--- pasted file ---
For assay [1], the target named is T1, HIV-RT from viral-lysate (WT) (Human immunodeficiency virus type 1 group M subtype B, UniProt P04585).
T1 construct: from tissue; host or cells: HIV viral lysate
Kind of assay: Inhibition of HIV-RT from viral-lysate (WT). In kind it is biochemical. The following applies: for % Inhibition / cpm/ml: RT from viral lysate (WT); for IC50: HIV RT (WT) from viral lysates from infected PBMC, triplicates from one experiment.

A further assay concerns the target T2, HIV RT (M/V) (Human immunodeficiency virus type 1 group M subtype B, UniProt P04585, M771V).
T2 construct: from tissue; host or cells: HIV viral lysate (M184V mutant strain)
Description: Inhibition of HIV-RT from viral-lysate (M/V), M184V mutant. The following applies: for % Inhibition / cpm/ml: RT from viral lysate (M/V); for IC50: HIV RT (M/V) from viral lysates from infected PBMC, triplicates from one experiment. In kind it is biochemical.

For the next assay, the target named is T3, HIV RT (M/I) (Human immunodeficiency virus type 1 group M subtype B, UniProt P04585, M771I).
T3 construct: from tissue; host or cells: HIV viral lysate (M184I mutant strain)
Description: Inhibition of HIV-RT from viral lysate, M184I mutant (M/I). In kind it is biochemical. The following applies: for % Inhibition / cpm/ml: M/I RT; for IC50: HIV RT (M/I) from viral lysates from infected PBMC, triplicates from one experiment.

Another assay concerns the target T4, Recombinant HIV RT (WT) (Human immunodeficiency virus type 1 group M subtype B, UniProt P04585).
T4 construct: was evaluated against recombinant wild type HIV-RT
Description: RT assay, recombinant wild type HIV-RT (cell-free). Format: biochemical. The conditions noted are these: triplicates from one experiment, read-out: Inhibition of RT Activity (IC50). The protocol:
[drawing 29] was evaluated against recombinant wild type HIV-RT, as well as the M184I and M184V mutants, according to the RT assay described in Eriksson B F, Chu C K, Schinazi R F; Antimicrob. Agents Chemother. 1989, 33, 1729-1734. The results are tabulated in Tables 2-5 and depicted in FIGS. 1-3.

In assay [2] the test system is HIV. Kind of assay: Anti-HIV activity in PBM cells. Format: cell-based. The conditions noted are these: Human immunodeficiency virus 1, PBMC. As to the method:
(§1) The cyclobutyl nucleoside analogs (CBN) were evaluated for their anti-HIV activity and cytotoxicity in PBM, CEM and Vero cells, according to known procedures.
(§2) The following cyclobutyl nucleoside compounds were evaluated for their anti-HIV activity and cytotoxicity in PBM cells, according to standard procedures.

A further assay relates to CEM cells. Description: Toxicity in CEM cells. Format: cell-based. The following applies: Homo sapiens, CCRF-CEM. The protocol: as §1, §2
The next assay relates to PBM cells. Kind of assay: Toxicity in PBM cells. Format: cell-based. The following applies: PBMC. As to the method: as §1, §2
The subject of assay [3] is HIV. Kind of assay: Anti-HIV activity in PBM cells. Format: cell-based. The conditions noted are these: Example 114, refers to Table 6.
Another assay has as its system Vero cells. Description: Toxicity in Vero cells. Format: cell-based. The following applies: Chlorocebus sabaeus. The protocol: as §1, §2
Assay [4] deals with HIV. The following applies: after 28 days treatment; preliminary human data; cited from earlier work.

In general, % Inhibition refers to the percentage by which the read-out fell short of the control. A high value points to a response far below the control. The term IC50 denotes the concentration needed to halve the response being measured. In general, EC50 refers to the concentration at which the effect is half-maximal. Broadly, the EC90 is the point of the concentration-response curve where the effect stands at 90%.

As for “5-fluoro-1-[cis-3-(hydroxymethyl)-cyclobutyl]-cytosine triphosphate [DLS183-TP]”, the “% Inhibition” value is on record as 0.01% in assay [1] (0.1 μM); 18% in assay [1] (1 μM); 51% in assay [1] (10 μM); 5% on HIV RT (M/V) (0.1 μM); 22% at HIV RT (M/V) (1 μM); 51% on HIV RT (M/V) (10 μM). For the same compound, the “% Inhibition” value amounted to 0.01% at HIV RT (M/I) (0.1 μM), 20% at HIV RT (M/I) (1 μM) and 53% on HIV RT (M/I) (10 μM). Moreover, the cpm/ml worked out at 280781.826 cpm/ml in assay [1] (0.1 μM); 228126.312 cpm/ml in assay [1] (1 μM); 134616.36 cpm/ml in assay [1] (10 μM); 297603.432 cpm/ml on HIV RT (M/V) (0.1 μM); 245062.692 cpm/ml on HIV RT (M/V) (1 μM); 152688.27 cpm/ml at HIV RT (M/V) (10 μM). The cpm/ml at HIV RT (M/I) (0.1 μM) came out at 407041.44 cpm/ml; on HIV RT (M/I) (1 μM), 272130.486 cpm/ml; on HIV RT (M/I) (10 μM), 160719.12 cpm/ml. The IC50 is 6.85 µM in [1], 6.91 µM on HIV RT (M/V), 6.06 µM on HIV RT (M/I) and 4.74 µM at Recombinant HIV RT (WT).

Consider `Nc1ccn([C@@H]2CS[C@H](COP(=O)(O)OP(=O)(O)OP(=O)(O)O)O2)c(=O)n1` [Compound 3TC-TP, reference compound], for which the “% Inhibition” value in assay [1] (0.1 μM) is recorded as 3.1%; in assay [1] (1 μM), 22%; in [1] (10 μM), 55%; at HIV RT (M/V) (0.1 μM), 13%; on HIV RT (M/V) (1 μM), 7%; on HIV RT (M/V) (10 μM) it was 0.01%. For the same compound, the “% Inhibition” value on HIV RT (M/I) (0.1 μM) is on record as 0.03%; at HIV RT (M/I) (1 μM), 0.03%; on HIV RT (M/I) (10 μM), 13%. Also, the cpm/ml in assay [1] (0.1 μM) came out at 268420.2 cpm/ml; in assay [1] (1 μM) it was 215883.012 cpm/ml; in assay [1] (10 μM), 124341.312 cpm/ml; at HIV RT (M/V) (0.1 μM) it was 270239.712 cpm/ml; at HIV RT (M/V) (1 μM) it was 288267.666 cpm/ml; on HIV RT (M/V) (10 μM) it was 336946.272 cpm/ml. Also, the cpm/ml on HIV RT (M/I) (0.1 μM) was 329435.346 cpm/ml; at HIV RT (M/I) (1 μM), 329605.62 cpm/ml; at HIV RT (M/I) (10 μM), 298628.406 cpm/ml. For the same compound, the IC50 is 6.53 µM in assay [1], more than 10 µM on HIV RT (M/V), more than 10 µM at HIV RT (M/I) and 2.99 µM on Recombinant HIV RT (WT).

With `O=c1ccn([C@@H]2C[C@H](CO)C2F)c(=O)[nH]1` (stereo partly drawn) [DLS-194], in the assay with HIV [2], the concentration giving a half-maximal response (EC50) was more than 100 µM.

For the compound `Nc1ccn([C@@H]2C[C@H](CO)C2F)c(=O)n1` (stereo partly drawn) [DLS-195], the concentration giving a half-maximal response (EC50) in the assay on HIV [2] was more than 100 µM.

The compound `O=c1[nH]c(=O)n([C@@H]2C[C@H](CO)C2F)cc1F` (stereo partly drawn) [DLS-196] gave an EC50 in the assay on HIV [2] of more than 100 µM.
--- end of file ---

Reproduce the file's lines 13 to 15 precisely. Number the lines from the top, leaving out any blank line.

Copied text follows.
[drawing 29] was evaluated against recombinant wild type HIV-RT, as well as the M184I and M184V mutants, according to the RT assay described in Eriksson B F, Chu C K, Schinazi R F; Antimicrob. Agents Chemother. 1989, 33, 1729-1734. The results are tabulated in Tables 2-5 and depicted in FIGS. 1-3.

In assay [2] the test system is HIV. Kind of assay: Anti-HIV activity in PBM cells. Format: cell-based. The conditions noted are these: Human immunodeficiency virus 1, PBMC. As to the method:
(§1) The cyclobutyl nucleoside analogs (CBN) were evaluated for their anti-HIV activity and cytotoxicity in PBM, CEM and Vero cells, according to known procedures.